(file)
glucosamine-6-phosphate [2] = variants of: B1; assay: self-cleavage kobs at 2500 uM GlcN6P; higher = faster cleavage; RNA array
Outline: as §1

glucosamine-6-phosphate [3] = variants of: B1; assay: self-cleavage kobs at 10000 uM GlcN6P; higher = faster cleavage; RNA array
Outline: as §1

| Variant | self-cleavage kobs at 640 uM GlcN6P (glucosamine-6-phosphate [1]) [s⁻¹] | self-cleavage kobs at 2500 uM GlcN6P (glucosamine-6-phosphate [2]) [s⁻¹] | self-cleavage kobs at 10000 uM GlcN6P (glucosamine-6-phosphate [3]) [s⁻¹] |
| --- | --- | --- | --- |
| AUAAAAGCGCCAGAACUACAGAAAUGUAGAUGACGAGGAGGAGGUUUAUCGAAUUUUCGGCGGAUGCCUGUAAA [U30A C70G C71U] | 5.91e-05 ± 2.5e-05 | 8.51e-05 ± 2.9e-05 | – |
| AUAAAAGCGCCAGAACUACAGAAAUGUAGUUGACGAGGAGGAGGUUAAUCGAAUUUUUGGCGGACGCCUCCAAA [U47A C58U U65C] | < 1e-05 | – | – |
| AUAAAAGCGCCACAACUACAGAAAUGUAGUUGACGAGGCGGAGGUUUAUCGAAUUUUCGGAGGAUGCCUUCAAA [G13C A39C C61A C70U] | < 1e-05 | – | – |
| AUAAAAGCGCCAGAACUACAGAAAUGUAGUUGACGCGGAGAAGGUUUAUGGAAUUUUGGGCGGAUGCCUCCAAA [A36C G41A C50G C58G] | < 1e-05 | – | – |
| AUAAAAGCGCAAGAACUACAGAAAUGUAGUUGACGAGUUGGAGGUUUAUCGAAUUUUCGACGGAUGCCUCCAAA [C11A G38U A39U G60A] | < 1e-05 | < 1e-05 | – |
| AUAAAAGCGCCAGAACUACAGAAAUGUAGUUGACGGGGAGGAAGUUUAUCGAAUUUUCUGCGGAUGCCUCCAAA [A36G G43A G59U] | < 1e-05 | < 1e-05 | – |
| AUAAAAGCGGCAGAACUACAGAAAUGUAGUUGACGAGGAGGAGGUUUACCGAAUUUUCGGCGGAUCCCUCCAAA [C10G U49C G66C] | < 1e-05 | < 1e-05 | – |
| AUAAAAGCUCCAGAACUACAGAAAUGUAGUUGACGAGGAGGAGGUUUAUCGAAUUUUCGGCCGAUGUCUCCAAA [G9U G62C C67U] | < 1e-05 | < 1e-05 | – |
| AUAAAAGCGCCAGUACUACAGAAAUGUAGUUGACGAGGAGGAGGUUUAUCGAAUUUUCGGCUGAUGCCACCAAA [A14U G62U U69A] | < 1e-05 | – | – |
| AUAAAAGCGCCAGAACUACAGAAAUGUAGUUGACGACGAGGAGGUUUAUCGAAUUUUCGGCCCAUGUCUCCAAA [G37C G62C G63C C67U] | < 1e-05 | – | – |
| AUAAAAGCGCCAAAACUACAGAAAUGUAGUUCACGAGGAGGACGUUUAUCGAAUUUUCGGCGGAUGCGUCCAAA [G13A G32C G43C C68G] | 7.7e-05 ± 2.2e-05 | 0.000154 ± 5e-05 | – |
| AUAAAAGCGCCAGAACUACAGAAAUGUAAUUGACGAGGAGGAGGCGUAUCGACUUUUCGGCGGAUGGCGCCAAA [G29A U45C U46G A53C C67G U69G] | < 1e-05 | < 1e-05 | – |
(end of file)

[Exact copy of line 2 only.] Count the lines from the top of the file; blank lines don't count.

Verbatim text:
Outline: as §1